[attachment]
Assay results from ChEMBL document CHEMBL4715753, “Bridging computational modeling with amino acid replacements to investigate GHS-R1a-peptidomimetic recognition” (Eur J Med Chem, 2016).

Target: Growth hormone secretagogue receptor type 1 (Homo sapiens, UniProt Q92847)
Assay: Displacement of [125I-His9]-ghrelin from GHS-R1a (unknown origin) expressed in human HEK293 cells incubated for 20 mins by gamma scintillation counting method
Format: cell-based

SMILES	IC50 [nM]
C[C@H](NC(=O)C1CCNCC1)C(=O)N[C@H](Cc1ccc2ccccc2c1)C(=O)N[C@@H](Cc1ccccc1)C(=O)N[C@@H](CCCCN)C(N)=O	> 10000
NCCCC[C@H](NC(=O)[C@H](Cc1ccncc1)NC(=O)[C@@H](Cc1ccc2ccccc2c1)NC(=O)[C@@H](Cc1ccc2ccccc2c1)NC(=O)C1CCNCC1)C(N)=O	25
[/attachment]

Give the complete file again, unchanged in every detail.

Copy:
Assay results from ChEMBL document CHEMBL4715753, “Bridging computational modeling with amino acid replacements to investigate GHS-R1a-peptidomimetic recognition” (Eur J Med Chem, 2016).

Target: Growth hormone secretagogue receptor type 1 (Homo sapiens, UniProt Q92847)
Assay: Displacement of [125I-His9]-ghrelin from GHS-R1a (unknown origin) expressed in human HEK293 cells incubated for 20 mins by gamma scintillation counting method
Format: cell-based

SMILES	IC50 [nM]
C[C@H](NC(=O)C1CCNCC1)C(=O)N[C@H](Cc1ccc2ccccc2c1)C(=O)N[C@@H](Cc1ccccc1)C(=O)N[C@@H](CCCCN)C(N)=O	> 10000
NCCCC[C@H](NC(=O)[C@H](Cc1ccncc1)NC(=O)[C@@H](Cc1ccc2ccccc2c1)NC(=O)[C@@H](Cc1ccc2ccccc2c1)NC(=O)C1CCNCC1)C(N)=O	25